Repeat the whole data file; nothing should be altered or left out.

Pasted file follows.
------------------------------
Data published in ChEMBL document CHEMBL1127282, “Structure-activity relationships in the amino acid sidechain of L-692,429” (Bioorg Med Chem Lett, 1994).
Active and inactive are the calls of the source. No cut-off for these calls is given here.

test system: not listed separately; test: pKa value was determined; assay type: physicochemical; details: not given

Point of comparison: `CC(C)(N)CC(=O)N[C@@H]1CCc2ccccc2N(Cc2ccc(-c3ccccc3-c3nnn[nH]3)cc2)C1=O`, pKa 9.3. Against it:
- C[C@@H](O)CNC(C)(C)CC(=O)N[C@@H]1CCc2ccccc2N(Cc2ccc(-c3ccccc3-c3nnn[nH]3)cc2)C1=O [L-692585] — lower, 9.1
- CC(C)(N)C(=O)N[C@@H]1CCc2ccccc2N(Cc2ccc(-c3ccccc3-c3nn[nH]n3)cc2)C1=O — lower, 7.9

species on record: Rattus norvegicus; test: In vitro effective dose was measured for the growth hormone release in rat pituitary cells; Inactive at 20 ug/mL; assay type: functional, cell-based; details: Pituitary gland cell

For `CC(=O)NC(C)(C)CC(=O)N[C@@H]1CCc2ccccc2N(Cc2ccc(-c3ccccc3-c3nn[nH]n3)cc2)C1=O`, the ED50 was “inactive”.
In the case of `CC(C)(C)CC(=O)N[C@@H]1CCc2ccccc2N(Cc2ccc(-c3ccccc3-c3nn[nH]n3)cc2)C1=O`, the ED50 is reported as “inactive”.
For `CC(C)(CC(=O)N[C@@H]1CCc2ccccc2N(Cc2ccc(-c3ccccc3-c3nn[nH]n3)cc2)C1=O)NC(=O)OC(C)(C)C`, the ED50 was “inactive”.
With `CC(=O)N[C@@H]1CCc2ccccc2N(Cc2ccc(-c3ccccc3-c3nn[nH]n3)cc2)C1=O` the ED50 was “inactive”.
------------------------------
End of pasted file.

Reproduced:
Data published in ChEMBL document CHEMBL1127282, “Structure-activity relationships in the amino acid sidechain of L-692,429” (Bioorg Med Chem Lett, 1994).
Active and inactive are the calls of the source. No cut-off for these calls is given here.

test system: not listed separately; test: pKa value was determined; assay type: physicochemical; details: not given

Point of comparison: `CC(C)(N)CC(=O)N[C@@H]1CCc2ccccc2N(Cc2ccc(-c3ccccc3-c3nnn[nH]3)cc2)C1=O`, pKa 9.3. Against it:
- C[C@@H](O)CNC(C)(C)CC(=O)N[C@@H]1CCc2ccccc2N(Cc2ccc(-c3ccccc3-c3nnn[nH]3)cc2)C1=O [L-692585] — lower, 9.1
- CC(C)(N)C(=O)N[C@@H]1CCc2ccccc2N(Cc2ccc(-c3ccccc3-c3nn[nH]n3)cc2)C1=O — lower, 7.9

species on record: Rattus norvegicus; test: In vitro effective dose was measured for the growth hormone release in rat pituitary cells; Inactive at 20 ug/mL; assay type: functional, cell-based; details: Pituitary gland cell

For `CC(=O)NC(C)(C)CC(=O)N[C@@H]1CCc2ccccc2N(Cc2ccc(-c3ccccc3-c3nn[nH]n3)cc2)C1=O`, the ED50 was “inactive”.
In the case of `CC(C)(C)CC(=O)N[C@@H]1CCc2ccccc2N(Cc2ccc(-c3ccccc3-c3nn[nH]n3)cc2)C1=O`, the ED50 is reported as “inactive”.
For `CC(C)(CC(=O)N[C@@H]1CCc2ccccc2N(Cc2ccc(-c3ccccc3-c3nn[nH]n3)cc2)C1=O)NC(=O)OC(C)(C)C`, the ED50 was “inactive”.
With `CC(=O)N[C@@H]1CCc2ccccc2N(Cc2ccc(-c3ccccc3-c3nn[nH]n3)cc2)C1=O` the ED50 was “inactive”.